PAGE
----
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A few years ago, my heart stopped functioning properly. A cardiac artery was blocked, and I felt some strange and scary symptoms. The blockage was relieved with a stent, and the hospital that installed it included a detailed lecture to all such patients. They don’t want to see us again. Heeding that information has kept me healthy, and I want to share what I’ve learned.
Heart patients and others on low fat diets can’t order many restaurant pasta dishes because they’re too rich. Anything Alfredo is out of the question, and the meats and cheeses disqualify most of the rest of the menu.

I’m rather partial to ravioli, which in restaurants or frozen food cases is much too high in saturated fat to be safe. The solution? I make it myself. It’s really not that hard, if you have the right tools. You’re getting the first look at a recipe I’ve developed that’s so good that non-dieters will gobble up your share if you let them.

My recipe assumes you have the tools and know how to use them. If you do, you’ve made pasta before. And lemme tellya, it’s worth making. So much better than anything from the store. And fairly quick. I can decide I want spaghetti and have it on the plate in half an hour. As a bonus for Lansing Star readers, here’s my favorite hand made spaghetti meal: toss it with extra virgin olive oil, kosher salt, fresh ground pepper, and chopped Swiss chard sautéed in extra virgin olive oil. OMG. This equipment pays for itself in so many ways.

But without further ado, let me present

Low Fat Ravioli

This recipe assumes you have a KitchenAid stand mixer, with pasta rolling attachment, and one or two ravioli makers. The 12-cell form is the handiest.


  • 1 cup bread flour or all-purpose flour
  • 2 eggs
  • water if needed


  • 8 oz. Wegmans Hot Poultry Italian Sausage
  • 1 egg
  • Italian flavored bread crumbs
  • 1 clove garlic, crushed
  • salt
  • red pepper flakes
  1. Mix sausage, garlic, and egg thoroughly, adding bread crumbs until mixture is thick but still loose and wet. Add salt and pepper flakes to taste. Set aside.
  2. Place ravioli form on newspaper, large paper bag, or paper towels and spray it with olive oil. Set aside.
  3. Prep the pasta with the paddle in the mixer bowl. Start mixing the flour and eggs, and after about 2 minutes, if the mixture stays like soft gravel, add water a teaspoon or so at a time, each time waiting at least 30 seconds for the dough to start gathering. Once it does, let the single mass of dough work for 4-5 minutes, rest 10-20 minutes, and work again for 4-5 minutes. Aim for firm but not too dry.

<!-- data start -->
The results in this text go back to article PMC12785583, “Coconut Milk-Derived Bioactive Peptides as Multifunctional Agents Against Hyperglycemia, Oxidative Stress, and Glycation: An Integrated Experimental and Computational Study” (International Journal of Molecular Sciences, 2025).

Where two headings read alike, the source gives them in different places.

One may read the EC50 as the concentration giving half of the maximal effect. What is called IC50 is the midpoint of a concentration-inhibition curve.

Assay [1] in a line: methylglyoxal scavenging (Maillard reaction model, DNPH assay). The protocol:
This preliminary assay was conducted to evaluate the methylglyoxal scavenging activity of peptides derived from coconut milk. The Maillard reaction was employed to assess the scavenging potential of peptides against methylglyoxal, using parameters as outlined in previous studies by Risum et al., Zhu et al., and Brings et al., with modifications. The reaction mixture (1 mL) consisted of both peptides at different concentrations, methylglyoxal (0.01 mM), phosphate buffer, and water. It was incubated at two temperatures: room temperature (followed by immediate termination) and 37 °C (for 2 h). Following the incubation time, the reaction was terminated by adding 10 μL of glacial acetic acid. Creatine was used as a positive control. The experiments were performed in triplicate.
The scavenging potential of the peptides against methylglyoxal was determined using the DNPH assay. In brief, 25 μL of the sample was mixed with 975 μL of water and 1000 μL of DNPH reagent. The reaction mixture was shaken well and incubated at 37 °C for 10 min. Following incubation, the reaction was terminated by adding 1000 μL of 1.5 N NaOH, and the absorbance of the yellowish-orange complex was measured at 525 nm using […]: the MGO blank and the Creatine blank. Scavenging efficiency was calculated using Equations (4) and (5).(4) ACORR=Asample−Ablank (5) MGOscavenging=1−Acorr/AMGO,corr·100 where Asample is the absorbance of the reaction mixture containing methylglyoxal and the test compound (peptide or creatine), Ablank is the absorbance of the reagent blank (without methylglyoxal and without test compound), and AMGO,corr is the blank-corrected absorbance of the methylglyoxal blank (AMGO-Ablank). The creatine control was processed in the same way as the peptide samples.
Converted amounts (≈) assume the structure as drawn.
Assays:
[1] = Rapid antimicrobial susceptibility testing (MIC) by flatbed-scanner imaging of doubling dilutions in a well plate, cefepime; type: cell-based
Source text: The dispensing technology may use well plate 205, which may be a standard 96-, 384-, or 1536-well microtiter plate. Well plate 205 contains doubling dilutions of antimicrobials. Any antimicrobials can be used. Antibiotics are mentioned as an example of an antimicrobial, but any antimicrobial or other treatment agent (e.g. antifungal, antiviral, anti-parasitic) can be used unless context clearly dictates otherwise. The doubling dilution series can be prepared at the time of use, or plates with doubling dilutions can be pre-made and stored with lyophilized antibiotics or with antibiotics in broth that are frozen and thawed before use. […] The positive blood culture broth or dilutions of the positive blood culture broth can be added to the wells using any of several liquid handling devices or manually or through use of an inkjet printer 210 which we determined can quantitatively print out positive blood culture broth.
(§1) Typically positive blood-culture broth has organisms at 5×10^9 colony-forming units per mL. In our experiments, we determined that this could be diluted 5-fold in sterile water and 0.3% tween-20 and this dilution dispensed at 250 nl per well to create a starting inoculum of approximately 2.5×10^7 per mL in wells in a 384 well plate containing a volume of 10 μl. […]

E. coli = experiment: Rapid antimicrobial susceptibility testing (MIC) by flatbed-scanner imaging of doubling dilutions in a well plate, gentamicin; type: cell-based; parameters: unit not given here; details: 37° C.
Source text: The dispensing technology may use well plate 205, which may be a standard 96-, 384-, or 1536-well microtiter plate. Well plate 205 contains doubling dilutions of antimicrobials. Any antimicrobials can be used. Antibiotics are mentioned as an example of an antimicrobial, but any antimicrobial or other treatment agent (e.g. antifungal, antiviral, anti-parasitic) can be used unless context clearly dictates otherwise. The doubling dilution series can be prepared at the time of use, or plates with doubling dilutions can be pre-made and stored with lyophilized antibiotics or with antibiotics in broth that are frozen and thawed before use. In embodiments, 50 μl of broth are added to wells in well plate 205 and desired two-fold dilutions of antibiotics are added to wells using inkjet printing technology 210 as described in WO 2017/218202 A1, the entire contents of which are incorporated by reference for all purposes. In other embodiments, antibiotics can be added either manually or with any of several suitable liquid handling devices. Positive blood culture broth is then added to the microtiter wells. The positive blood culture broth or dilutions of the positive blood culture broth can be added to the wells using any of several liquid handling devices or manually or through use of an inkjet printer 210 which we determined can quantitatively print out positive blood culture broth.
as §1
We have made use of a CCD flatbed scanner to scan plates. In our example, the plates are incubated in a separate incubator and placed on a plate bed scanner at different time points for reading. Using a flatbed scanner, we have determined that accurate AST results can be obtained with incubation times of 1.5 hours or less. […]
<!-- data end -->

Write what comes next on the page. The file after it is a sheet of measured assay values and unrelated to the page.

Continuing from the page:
4. Make a dough snake about the diameter of a banana. Run it through the rollers, starting at #1, and roll it to #5 thickness, the full width of the rollers. Cut the pasta into strips 2” longer than the ravioli form. Cover them with a wrung-out damp dish towel.
  5. Lay a cut strip of pasta onto the metal part of the ravioli maker, and press the pockets with the plastic part. Fill each pocket with a teaspoon or so of the filling. I like to use two round ended knives.
  6. Lightly paint the dough with water along all the form’s zigzags, and then lay on the top strip of pasta.
  7. With a rolling pin, press the form in all directions until the zigzags show through clearly. With wet hands, pull off excess pasta from around the form and roll it into a ball.    
  8. Push out the ravioli onto a silpat or an oiled tray. Separate and arrange them so they’re not touching.
  9. After filling two forms, combine the leftover dough, smack it into a pancake and run it through the rollers again to use in the last load.
You should get close to three dozen ravioli. If you run out of the meat mixture, fill the empty cells with the low fat or fat free cheese mixture of your choice. A grating or Parmigiana Reggiano elevates the flavor.

Boil gently in salted water, covered or partly covered — these things like to float — about 15 minutes, stirring now and then. Cut open a sample to see if the filling’s cooked.

 Toss the cooked ravioli with olive oil and serve with tomato sauce. Life is good.

Please direct comments and questions for this series to me This email address is being protected from spambots. You need JavaScript enabled to view it. .

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